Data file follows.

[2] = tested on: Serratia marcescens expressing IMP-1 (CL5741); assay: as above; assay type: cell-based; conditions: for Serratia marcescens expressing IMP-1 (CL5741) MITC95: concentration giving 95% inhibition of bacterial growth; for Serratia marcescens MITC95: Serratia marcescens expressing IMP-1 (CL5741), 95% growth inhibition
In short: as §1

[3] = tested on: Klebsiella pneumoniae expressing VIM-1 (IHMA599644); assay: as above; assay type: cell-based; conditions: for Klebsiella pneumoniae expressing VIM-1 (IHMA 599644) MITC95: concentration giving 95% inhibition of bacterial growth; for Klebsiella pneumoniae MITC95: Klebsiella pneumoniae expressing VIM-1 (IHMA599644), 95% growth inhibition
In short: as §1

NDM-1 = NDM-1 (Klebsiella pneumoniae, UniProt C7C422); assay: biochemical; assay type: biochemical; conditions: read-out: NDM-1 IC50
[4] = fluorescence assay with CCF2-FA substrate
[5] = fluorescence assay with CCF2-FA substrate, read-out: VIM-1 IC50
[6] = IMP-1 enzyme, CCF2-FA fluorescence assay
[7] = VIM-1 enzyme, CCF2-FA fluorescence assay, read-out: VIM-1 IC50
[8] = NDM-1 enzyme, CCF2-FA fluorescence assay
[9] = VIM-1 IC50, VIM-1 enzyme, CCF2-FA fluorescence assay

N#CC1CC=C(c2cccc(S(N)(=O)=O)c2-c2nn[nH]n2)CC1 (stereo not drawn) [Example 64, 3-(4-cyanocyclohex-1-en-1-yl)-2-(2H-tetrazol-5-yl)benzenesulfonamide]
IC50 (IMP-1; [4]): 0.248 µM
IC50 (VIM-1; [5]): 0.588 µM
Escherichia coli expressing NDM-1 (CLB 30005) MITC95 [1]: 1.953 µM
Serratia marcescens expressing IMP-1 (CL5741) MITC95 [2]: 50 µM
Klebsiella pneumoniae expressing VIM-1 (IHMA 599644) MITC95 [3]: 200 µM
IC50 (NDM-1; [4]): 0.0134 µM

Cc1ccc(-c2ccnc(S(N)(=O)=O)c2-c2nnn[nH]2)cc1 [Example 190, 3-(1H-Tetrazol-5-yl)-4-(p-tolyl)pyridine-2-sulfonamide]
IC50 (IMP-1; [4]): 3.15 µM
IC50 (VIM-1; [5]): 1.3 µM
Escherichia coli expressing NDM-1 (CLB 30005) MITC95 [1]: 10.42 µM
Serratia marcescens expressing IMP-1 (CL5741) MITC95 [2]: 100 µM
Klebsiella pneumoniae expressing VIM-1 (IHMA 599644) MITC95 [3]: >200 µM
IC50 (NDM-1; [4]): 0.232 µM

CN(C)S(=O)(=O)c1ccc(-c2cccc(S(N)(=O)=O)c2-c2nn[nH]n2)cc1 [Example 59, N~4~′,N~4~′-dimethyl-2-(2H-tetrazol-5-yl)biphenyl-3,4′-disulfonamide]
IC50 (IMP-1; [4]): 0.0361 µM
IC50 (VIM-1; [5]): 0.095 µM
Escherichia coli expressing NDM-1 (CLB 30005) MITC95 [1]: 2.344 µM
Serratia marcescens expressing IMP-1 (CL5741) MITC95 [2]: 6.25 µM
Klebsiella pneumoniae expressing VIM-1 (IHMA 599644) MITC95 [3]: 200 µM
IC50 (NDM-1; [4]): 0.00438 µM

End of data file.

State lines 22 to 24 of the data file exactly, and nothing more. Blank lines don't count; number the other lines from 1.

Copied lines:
Escherichia coli expressing NDM-1 (CLB 30005) MITC95 [1]: 10.42 µM
Serratia marcescens expressing IMP-1 (CL5741) MITC95 [2]: 100 µM
Klebsiella pneumoniae expressing VIM-1 (IHMA 599644) MITC95 [3]: >200 µM